Join David Rivers for an in-depth discussion in this video Understanding the user interface, part of Office for Mac 2008 New Features.
In this chapter we are going to explore a number of new and improved features that are not specific to any single application in the suite but rather shared across multiple applications. We'll start with a quick look at some changes you'll find with the user interface before moving on to some of the fresh new tools designed to make your life easy like the extremely powerful yet easy to use Elements Gallery and SmartArt. We will begin with a look at the user interface. Now when you install Office on your Mac, one option is to place each of the icons for the application on the dock for easy access if you plan on using them a lot. You can see I've got that down here on my dock. But you can access the Office applications by browsing to other locations in the Applications folder here. You can see under Applications, I have got Microsoft Office 2008 and there is my Applications.
So let's start with Microsoft Word, one of the more popular applications in the suite. I am going to double-click it here to launch Word. Now the very first thing that's going to happen is the Project Gallery appears. Here's where we can get a head-start. Down on the left- hand side we've got those categories and you can see Blank Documents is selected and way over here on the right is a Word Document. So if I click Open right now, I am going to get a Blank Word Document, that's my starting point. But you can see I've got some other Word options here under Blank Documents, I've got Publishing Layout and Notebook Layout as well. We will talk about those later on for sure.
We can also access our own templates and then we've got categories like Brochures and Calendars and Labels. Some of the categories have sub-categories. For example, if we go down to Home Essentials, you'll notice a little triangle next to Home Essentials, if I click on that I expand the branch to show Finance Tools and Fundraising and so on. And I can collapse those branches by clicking the little icon again. So let's just keep Word Document selected over here on the right-hand side. We'll start with a simple blank document, we'll click the Open button here which launches Microsoft Word and you can see that I've got my standard user interface showing up here with a blank document.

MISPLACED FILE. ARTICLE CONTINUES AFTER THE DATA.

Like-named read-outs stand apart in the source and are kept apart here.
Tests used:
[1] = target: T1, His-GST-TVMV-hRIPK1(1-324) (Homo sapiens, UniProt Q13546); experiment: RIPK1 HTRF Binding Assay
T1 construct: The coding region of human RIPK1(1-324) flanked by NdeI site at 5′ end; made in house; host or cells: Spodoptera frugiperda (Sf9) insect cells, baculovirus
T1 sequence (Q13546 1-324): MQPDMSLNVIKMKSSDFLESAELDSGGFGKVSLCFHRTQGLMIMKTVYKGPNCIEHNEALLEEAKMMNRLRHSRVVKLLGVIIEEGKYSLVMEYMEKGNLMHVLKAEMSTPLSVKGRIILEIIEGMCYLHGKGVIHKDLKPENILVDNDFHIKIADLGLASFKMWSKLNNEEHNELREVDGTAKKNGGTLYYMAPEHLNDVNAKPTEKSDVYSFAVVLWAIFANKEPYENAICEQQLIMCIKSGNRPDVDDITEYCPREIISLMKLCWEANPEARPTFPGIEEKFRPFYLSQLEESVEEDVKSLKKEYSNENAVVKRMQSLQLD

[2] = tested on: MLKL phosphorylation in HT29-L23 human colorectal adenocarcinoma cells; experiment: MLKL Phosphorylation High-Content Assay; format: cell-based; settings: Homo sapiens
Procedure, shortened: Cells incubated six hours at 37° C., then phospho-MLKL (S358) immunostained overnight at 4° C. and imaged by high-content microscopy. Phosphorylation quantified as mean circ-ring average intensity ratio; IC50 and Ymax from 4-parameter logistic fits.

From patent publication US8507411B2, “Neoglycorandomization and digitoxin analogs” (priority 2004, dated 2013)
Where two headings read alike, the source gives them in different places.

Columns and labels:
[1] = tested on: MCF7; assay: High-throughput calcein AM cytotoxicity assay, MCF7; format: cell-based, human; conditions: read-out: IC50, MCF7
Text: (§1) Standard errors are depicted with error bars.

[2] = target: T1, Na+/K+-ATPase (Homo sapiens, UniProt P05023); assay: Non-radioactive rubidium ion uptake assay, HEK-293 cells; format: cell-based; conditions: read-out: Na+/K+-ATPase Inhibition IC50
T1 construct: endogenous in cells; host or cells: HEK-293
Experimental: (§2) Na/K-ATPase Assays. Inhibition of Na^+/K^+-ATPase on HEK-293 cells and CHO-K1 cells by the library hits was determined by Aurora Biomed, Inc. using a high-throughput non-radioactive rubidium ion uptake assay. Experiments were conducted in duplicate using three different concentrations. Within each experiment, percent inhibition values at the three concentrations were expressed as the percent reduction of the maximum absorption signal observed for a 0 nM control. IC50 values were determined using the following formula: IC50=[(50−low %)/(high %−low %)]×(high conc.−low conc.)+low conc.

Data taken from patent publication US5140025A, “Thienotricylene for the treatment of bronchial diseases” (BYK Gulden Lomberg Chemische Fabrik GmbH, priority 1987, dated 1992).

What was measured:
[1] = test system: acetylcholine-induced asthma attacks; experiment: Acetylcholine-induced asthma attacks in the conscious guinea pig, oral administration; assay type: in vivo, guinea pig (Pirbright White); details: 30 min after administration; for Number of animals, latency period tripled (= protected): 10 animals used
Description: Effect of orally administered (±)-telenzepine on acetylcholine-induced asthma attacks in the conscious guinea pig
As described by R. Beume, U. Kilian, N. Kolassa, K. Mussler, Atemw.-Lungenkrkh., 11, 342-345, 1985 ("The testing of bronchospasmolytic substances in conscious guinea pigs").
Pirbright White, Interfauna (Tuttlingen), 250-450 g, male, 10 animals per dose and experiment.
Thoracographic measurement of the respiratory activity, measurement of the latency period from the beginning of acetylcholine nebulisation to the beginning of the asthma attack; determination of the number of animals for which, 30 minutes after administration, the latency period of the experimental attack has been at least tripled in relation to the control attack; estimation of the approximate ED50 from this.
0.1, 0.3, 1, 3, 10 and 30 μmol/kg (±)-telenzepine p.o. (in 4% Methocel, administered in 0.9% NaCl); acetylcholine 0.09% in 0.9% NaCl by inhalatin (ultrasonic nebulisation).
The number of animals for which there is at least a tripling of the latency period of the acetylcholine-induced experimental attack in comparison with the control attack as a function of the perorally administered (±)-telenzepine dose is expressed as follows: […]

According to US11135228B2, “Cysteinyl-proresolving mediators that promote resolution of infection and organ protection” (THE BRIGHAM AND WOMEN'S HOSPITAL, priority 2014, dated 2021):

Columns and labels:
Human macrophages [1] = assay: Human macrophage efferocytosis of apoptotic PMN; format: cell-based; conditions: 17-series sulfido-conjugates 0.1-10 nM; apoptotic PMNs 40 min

Now if you are a Mac Office user who is moving to this latest version from 2004, you are going to feel right at home here because you will still find your pull-down menus across the top, we've got File, Edit, View, Insert, etcetera. And then you've got the toolbars down below. Here is our Standard toolbar that we see by default. Of course we can view additional toolbars by going to the View menu and then down to toolbars. Let's just turn on our Formatting toolbar. You can see that appears right here down below my Standard toolbar.
Now by default we do see that Standard toolbar with the Format toolbar on, you're going to see that, thanks to Apple's human interface guidelines, toolbars are now docked within the Application window, and they have this new unified toolbar appearance. Check out over on the left-hand side here, we've got the Formatting Palette showing up. So in this little window where we've got several palettes, you can see if I click over here on the Objects Palette and then I've got this one here the Citations, Scrapbook. The very first one is my Formatting Palette.